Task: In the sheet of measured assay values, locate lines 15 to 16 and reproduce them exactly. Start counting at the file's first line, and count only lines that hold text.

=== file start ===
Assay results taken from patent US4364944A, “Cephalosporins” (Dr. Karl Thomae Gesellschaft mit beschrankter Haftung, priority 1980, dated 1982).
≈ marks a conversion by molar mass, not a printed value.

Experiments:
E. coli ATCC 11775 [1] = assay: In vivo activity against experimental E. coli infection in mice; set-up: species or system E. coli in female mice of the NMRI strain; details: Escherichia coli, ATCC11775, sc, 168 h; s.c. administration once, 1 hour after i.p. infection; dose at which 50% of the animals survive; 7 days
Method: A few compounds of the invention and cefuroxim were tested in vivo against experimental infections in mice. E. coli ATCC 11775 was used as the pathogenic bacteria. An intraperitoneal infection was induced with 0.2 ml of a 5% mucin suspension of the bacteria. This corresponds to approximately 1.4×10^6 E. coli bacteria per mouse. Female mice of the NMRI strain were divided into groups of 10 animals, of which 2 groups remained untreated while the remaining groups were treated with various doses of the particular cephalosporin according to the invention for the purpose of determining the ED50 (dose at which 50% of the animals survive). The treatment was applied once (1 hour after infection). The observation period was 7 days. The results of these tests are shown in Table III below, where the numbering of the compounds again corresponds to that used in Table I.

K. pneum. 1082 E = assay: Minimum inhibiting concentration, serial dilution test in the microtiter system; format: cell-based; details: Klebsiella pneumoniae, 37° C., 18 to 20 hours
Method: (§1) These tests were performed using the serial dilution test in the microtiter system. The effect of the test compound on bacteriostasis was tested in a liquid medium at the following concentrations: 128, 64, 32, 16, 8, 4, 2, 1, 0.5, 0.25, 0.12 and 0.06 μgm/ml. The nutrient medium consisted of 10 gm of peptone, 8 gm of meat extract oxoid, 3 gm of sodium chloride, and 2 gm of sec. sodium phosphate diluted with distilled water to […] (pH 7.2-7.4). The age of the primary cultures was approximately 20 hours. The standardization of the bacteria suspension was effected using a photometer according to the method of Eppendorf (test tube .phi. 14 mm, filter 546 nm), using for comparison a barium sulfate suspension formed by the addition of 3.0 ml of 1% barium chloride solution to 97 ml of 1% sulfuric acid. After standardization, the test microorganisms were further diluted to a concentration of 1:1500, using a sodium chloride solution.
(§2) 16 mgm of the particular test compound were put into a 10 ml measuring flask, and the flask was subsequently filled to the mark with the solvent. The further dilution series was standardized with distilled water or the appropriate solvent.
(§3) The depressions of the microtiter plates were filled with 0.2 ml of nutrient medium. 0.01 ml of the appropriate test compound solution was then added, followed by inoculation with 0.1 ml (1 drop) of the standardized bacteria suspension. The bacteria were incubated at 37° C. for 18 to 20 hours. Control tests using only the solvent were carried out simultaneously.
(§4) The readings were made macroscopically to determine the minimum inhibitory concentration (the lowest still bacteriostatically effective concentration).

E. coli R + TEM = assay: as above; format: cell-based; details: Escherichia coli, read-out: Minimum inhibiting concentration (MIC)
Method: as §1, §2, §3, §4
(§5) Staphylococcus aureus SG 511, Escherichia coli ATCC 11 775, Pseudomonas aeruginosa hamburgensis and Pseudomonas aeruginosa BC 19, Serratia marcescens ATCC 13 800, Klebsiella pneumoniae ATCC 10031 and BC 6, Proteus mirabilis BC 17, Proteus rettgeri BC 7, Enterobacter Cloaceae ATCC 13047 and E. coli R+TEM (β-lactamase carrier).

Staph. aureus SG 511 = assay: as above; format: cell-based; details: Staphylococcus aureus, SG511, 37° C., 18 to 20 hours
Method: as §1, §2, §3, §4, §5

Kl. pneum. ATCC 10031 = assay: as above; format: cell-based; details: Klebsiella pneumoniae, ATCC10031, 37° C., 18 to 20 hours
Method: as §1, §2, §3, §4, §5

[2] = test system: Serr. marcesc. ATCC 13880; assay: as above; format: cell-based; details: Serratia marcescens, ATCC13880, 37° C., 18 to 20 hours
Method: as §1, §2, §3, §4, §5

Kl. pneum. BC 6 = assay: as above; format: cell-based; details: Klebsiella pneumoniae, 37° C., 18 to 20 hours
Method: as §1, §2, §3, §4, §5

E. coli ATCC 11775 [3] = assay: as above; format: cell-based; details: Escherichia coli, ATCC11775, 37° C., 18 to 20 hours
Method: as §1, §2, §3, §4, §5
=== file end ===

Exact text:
Method: as §1, §2, §3, §4, §5

Kl. pneum. ATCC 10031 = assay: as above; format: cell-based; details: Klebsiella pneumoniae, ATCC10031, 37° C., 18 to 20 hours